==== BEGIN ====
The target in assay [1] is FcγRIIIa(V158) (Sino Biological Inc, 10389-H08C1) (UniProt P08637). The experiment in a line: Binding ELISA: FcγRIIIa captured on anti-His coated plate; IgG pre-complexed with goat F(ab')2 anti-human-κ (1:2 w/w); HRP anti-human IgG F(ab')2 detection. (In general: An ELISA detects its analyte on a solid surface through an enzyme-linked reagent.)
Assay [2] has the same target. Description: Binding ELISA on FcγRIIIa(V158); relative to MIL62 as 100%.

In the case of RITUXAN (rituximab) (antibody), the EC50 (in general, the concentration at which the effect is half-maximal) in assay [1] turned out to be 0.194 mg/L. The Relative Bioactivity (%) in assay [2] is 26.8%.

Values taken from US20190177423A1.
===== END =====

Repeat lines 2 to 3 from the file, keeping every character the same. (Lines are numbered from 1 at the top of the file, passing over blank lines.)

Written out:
Assay [2] has the same target. Description: Binding ELISA on FcγRIIIa(V158); relative to MIL62 as 100%.

In the case of RITUXAN (rituximab) (antibody), the EC50 (in general, the concentration at which the effect is half-maximal) in assay [1] turned out to be 0.194 mg/L. The Relative Bioactivity (%) in assay [2] is 26.8%.